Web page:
The British Museum has announced plans for a spectacular six-month season showcasing Indian art and culture to mark the country's emergence as an economic superpower.
Indian Summer, a big-budget extravaganza starting in May next year, will bring together an exhibition of monumental paintings never before seen in Europe, as well as installations, performances, film screenings and the construction of an Indian garden, complete with banyam trees, in the museum's vast forecourt.
The highlight of the season, which is to be staged until October 2009, is an exhibition of 55 paintings called Garden and Cosmos: The Royal Paintings of Jodhpur, which will travel to Europe from Rajasthan for the first time.
The museum is also creating an Indian-themed landscape on the museum's west lawn in collaboration with Kew Gardens. It will stress the significance of plants in Indian culture, for food, medicine and in trade.
The season follows the success of showcasing Chinese art and culture at the museum during the past year.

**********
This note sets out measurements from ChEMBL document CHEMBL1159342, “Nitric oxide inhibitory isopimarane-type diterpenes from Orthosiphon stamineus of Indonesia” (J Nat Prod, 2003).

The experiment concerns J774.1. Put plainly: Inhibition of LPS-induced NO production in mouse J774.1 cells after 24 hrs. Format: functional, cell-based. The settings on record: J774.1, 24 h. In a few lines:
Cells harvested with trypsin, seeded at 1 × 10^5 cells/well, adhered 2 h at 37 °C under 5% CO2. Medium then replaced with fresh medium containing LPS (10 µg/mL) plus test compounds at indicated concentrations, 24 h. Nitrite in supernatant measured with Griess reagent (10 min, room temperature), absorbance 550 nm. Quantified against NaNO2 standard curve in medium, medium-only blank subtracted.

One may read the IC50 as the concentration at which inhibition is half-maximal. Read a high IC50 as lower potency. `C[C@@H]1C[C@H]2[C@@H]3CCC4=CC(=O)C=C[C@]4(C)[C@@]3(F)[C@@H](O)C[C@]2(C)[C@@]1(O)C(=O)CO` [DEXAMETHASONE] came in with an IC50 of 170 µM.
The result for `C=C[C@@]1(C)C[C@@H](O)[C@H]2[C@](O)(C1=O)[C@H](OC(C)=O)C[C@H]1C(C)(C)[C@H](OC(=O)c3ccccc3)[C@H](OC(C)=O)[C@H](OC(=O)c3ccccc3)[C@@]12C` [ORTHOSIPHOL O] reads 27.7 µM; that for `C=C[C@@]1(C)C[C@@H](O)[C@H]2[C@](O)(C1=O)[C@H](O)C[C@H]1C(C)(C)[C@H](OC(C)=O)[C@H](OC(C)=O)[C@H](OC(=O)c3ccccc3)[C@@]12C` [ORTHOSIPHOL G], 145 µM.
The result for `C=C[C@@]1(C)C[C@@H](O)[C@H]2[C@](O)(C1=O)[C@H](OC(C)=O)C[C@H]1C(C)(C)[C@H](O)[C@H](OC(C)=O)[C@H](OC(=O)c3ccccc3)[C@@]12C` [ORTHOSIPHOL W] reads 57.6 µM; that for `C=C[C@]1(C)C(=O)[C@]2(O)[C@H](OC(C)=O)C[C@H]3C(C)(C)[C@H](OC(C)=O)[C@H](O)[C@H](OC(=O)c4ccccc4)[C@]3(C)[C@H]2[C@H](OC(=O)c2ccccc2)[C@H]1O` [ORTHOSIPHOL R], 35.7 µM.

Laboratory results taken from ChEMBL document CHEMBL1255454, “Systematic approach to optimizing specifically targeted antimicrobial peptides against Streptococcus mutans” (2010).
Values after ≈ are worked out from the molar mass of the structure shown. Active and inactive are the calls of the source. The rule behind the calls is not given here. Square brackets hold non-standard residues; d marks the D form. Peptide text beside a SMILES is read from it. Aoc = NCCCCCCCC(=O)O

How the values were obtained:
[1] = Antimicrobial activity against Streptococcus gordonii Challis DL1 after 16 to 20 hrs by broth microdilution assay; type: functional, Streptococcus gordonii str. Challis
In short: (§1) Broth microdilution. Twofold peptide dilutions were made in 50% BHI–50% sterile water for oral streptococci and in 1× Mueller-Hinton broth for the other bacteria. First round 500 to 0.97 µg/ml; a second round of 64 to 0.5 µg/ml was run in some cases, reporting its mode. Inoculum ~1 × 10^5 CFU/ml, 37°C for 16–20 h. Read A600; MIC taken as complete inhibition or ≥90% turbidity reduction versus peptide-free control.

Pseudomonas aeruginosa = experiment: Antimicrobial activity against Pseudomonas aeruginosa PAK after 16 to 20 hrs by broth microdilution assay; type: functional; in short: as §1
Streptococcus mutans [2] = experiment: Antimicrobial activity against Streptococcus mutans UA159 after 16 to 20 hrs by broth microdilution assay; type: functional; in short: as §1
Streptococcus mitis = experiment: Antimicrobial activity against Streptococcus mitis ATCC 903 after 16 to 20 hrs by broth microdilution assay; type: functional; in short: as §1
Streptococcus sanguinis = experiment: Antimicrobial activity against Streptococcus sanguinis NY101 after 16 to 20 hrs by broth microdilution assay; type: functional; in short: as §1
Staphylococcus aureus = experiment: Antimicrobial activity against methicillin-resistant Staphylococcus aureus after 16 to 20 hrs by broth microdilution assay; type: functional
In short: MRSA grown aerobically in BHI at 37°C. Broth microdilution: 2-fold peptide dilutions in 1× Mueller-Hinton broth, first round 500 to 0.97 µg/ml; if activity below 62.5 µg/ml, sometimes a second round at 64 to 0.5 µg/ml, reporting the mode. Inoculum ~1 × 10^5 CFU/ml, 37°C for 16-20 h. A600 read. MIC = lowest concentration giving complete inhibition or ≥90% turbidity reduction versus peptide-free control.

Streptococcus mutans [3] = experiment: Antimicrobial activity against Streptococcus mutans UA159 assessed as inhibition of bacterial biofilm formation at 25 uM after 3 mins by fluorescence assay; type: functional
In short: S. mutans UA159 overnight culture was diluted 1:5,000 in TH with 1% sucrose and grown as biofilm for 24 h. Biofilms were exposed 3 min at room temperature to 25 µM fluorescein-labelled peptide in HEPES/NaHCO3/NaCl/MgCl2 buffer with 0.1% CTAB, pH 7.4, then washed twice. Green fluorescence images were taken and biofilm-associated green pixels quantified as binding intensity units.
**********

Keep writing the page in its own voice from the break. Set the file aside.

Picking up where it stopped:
The museum's focus will now turn to India as "another emerging superpower". Neil MacGregor, director of the museum, said: "With a huge Indian population in London and the UK, and as India becomes more and more involved in our economic, cultural, political and social life, it is the perfect moment for an Indian Summer."
The British Museum is not alone in its focus on India. A number of galleries around the world are staging shows on Indian art and culture this winter.
Indian Highway at London's Serpentine Gallery, opening next week, incorporates architecture, art, literature and performance.